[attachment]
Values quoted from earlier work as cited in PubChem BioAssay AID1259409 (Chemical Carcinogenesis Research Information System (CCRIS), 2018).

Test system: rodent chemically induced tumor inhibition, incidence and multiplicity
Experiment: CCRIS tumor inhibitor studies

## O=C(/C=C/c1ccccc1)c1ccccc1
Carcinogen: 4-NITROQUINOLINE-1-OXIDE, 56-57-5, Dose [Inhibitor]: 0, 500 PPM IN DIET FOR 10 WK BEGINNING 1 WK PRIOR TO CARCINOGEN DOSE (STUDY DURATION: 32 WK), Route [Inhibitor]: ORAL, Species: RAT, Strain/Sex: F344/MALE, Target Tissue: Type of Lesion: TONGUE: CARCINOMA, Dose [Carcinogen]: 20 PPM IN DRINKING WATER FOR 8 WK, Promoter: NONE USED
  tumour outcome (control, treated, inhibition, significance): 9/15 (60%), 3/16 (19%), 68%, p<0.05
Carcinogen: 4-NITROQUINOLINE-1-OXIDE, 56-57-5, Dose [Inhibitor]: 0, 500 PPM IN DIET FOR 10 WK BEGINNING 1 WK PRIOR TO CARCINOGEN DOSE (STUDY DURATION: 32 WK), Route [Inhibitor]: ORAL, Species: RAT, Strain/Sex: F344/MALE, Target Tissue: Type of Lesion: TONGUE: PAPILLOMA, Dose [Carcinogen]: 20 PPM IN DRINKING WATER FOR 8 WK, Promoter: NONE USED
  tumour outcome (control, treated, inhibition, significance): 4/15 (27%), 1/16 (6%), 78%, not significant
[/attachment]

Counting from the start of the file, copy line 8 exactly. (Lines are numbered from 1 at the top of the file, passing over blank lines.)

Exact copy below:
  tumour outcome (control, treated, inhibition, significance): 4/15 (27%), 1/16 (6%), 78%, not significant